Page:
Effects of Infidelity on Adult Children-Part III

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One of the most visible effects of the infidelity is distance. The distancing may be physical, emotional or spiritual. The child no longer feels the closeness to the parent that may have once existed. Some people may even withdraw from the parent, creating even greater distance.

In terms of dealing with the distance, the degree which the family can discuss the affair is a big factor. In cases where they can not openly discuss the matter, the distance issues are more difficult to work through. The daughter of President Franklin D. Roosevelt, carried on a correspondence with her mom in trying to cope with her father’s affairs.

In some cases the child copes with the affair, by imitating the behavior or attitudes of the parent that betrayed them. This imitating is one of the factors behind family patterns of infidelity. It is not by chance that infidelity often runs within families.

The behavior needs to be understood before it can be dealt with. If the issue can not be discussed, it can not be resolved. It will be important to discuss what has happened and what it means to each member of the family. Disregarding the children because they are too young or too old, or it is a secret they don’t know is a mistake. The line of people who regret what they did is long. Using these assumptions as a reason for not dealing with the issues is a big mistake. I encourage you to begin discussing the effects of the affair. If you need to ask for forgiveness, do so.

Best Regards,

Jeff Murrah

Nothing in this Work is intended to replace common sense, legal, medical or other professional advice. If your situation warrants it, please seek competent professional counsel.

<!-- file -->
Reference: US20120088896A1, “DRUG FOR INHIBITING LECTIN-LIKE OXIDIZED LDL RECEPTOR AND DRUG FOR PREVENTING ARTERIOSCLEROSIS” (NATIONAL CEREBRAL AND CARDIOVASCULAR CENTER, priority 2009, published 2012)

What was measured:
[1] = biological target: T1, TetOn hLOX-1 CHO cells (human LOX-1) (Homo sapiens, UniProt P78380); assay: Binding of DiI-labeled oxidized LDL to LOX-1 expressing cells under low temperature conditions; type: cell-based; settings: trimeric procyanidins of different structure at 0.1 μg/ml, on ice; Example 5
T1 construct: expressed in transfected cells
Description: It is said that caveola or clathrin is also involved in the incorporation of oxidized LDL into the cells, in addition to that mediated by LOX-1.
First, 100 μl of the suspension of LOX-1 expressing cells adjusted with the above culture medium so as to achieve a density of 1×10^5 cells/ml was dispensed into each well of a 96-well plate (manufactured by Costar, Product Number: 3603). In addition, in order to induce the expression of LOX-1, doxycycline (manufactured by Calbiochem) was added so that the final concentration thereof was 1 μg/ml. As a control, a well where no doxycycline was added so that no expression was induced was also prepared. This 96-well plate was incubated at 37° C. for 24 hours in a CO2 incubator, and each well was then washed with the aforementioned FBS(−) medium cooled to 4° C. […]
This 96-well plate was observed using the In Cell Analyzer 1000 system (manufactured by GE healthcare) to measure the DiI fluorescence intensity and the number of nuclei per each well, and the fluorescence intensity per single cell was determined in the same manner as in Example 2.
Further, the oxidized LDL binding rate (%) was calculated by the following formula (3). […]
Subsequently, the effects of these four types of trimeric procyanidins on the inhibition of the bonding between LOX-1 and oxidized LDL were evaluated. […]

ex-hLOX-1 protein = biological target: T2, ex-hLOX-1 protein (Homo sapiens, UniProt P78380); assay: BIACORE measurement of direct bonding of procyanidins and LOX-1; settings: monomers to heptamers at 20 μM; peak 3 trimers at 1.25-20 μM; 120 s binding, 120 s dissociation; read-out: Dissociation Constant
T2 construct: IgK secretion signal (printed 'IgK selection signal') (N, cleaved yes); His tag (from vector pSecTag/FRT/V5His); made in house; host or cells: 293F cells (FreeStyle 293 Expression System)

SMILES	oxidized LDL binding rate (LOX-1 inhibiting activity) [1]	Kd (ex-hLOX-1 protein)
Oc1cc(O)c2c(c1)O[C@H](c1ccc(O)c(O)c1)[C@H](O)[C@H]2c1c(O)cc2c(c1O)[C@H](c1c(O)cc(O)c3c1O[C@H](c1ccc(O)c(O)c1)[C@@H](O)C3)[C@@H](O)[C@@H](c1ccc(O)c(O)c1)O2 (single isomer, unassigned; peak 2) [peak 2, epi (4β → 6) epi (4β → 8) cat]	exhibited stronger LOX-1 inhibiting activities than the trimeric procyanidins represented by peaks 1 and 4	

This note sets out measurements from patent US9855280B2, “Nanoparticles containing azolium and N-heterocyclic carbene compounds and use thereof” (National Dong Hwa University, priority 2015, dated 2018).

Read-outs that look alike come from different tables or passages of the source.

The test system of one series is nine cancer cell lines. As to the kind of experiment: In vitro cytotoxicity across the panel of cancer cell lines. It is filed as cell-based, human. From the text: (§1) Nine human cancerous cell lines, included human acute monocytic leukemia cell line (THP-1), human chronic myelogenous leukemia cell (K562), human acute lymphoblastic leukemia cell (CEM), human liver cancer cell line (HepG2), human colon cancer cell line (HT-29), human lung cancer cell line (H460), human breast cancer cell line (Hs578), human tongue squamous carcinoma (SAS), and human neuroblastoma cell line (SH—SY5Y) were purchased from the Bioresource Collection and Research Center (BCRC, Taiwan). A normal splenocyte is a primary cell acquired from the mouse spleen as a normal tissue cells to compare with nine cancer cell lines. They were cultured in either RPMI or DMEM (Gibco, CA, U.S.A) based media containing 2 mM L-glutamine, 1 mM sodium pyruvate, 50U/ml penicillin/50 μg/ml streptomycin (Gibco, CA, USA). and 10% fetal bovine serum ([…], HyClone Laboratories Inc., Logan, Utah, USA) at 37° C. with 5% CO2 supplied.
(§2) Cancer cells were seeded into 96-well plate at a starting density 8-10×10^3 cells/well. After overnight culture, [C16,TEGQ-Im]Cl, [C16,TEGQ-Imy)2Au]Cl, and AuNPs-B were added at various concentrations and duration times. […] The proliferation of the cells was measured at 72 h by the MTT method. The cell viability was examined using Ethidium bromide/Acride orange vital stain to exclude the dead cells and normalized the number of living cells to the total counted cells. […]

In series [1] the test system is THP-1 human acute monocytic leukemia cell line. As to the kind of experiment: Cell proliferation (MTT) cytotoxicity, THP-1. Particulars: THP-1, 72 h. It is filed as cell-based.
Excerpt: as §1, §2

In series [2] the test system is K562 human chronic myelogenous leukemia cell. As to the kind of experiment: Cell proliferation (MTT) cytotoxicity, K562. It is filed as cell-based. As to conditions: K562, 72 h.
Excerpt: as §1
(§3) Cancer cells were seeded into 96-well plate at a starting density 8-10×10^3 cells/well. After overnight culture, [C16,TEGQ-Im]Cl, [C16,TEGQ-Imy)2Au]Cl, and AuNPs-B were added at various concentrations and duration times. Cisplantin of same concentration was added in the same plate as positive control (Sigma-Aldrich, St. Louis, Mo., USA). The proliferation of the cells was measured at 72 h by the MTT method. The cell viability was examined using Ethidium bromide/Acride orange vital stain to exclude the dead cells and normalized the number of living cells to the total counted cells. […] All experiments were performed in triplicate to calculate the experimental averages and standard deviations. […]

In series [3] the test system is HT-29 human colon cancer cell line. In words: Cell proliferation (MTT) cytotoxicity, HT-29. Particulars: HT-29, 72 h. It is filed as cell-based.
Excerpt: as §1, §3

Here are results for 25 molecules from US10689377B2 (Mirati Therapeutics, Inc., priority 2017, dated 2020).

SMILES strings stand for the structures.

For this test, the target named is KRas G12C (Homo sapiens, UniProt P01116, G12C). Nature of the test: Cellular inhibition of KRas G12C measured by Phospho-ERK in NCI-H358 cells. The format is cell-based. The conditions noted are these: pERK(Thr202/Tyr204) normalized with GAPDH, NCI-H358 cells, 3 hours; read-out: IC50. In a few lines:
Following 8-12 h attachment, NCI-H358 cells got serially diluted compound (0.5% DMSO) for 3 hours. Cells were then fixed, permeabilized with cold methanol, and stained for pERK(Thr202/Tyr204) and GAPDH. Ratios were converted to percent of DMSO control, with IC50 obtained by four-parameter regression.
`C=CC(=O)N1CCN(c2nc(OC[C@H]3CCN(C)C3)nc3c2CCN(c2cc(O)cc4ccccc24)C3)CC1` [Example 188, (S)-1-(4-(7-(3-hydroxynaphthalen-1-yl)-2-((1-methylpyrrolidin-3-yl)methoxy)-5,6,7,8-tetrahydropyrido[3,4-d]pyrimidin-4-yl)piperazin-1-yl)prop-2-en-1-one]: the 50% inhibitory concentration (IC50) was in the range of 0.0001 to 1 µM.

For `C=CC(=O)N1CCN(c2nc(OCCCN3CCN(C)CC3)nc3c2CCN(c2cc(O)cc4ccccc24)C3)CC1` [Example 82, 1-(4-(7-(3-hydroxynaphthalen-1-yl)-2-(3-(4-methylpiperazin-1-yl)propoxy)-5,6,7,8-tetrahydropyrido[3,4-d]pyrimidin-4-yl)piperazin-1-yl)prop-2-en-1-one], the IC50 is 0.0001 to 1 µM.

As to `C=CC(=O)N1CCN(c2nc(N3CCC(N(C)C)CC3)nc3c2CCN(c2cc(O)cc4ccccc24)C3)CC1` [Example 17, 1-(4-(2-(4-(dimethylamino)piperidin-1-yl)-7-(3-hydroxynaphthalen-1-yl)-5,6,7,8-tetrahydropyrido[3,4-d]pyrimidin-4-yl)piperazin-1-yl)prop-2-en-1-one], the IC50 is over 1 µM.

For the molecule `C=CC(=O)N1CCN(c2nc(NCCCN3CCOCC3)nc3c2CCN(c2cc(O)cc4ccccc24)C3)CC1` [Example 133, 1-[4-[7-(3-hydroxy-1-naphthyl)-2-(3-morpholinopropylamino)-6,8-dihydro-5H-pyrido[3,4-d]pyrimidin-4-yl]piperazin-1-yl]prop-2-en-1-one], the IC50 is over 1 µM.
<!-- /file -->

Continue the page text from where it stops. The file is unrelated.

1. Andi says

    I am thrilled to find these discussions that so clearly understand the dynamics of what I and my children (now 18, 21, 24) have been living through, but in all the readings here I do not see any discussion of the fact that often the injured spouse is also left destitute financially (the adulterer having also decimated their work relationships). My (now) adult children have gone from wealth to bare survival and they see me with no financial means to support myself in a desperate economy at a mature age. No pension left, our home and possessions sold. Their dad has deserted us in guilt to move across the country and has told me to tell them “good-bye” and that he “loves them”. He is almost penniless and being supported by his now-wife/affair partner. My children are not responding to the one card they get on their birthday with a small check. I have always told them that they are free to call/contact him and develop some kind of relationship, but it is forever changed. He wasn’t just sexually unfaithful…they struggle to forgive that they were deserted financially, too, and that he chose this relationship over being there for them…it is a grave injury to feel that your own father doesn’t value providing for you. (His affair was secret for 2 yrs, portrayed to her he was single, and he disappeared on me/us without warning…just left. I took him back a few times with a tremendous support system from counselors, church and loving friends, but he took off again, and again, and again. It was like living with a heroin addict at some points. He feels great pain…would return even now again, but he has many many spiritual and personal issues to resolve and the risk is too great, relationship too damaged) My poor sons who loved him so don’t even know who he is and are trying to figure out who they are, as his sons. What kind of relationship can you have with a man who can say “the perfect words of sorrow” but will act in his own self-interest when life is hard, unconcerned for your own pain? It is unsafe.
    Only our faith is taking us through it.

  2. says